Systematicreviews aim to minimize any possible bias in drawing conclusions by statingexplicit criteria for inclusion and exclusion of studies, by conductingextensive and wide-ranging searches for possibly eligible studies, and bymaking all stages of the review explicit and transparent so that the methodscan be checked and replicated. Over a decade ago, a concerted effort was madeby members of the criminology community, including the Editors and contributorsof this volume, to bring the practice of systematic reviews to the study ofCriminology, providing replicable, evidence-based data to answer key questionsabout the study of crime causation, detection, and prevention. Now, thepioneers in this effort present a comprehensive stock-taking of what has beenlearned in the past decade of systematic reviews in criminology. Much has beendiscovered about the effectiveness of (for example) boot camps, "hot spots"policing, closed-circuit television surveillance, neighborhood watch,anti-bullying programs in schools, early parenting programs, drug treatmentprograms, and other key topics. This ambitious volume aims to bring togetherand assess all major systematic reviews of the effectiveness of criminologicalinterventions, to draw broad conclusions about what works in policing,corrections, developmental prevention, situational prevention, drug abusetreatments, sentencing and deterrence, and communities. It will be of interestto researchers in criminology and criminal justice, as well as in relatedfields such as public health and forensic science, with important implicationsfor policy-makers and practitioners. Decisively showing that the "nothing works" era is over, this volume takes stock of what we know, and still need to know, to prevent crime. Focusing on different areas of prevention, individual chapters provide a state-of-the art analysis of the extent evaluation evidence. Together, they comprise an essential guide to improving both public safety and the lives of those most at risk of criminal involvement. I plan to keep this book close at hand and to use if often! Francis T. Cullen, Distinguished Research Professor Emeritus, University of Cincinnati This impressive volume, edited by Weisburd, Farrington and Gill, provides a comprehensive picture of what we've learned from systematic reviews about "what works" in addressing crime - and goes on to identify the "next step" issues that demand attention if the field is to move forward. At a time when there is a broad commitment to bringing science to the front lines of practice, this book should be on the reading list of both policymakers and scholars. Laurie O. Robinson, Clarence J. Robinson Professor of Criminology, Law Society, George Mason University and former Assistant Attorney General of the U. S. Department of Justice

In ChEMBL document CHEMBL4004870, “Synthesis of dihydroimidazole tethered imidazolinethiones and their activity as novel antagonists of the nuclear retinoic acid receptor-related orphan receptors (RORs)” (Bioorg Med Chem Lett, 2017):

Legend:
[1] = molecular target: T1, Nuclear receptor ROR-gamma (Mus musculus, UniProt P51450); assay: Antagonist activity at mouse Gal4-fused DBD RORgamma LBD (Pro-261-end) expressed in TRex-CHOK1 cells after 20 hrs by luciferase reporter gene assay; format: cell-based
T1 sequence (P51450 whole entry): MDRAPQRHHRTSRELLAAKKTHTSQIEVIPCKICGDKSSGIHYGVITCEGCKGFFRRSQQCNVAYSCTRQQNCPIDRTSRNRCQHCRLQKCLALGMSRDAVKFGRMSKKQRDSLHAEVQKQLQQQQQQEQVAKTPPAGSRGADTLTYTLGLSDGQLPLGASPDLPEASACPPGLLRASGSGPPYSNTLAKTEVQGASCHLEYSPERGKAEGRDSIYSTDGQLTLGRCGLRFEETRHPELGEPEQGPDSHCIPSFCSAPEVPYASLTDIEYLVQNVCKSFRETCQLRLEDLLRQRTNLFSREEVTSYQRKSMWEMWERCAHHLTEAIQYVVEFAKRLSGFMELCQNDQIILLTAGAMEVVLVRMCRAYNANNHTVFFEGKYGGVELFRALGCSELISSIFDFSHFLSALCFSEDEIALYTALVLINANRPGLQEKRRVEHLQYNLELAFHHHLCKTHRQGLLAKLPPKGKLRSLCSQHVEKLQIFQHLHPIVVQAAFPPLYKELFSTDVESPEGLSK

The first decade of the new century proved to be a deadly one for many children and young people in the United States. Despite increased policing on the streets, higher rates of incarceration, harsher sentencing, stricter control of illegal drugs, and attempts to reduce access to firearms, FBI reports show that more than 7,300 young people between the ages of 15 and 29 were murdered in 2008 alone. It's clear that traditional crime reduction strategies have not stemmed the rising tide of homicides perpetrated by and upon one of society's most vulnerable populations. Innovative, practicable solutions are needed to staunch this lethal trend. Based on the findings of a unique longitudinal study, Young Homicide Offenders and Victims: Risk Factors, Prediction, and Prevention from Childhood now provides experts with unprecedented analysis of prospectively collected data on 1,517 boys and young men who grew up in Pittsburgh, Pennsylvania. Following these males from childhood into early adulthood, examining their lives and the conditions under which they grew up in a representative mid-sized American city, the study forms the basis of this unique volume designed to stimulate debate on key questions of prevention and intervention as well as dispel popular myths about the childhood and adolescent features of homicide offenders and homicide victims. Key areas of coverage include: Early childhood risk factors of young homicide offenders and victims. Insights into homicide offenders' lives as told in their own words.The effectiveness of screening for at-risk youth. Risk factor-based prevention and intervention strategies.The impact of interventions on homicide rates.Policy implications at the local, state, and national levels.Young Homicide Offenders and Victims: Risk Factors, Prediction, and Prevention from Childhood is essential reading for researchers, practitioners, and policy makers across the fields of juvenile justice and criminology, developmental psychology, sociology, psychiatry, public health, and policy making. ------- "This book changes the game in violence research ... The analysis is masterful, the prose is readable, and the achievement is nothing short of stunning." Richard Rosenfeld, Ph.D. / Curators Professor of Criminology and Criminal Justice, University of Missouri-St. Louis "This book will stand the test of time as a landmark homicide study." James C. Howell, Ph.D. / Senior Research Associate, National Gang Center "This is a fascinating, pioneering book ... The authors' sophisticated analyses demonstrate convincingly the considerable value of prospective longitudinal data for enhancing our understanding of the etiology and control of lethal violence." Steven F. Messner, Ph.D. / Distinguished Teacher Professor, Department of Sociology, University at Albany, SUNY / President, American Society of Criminology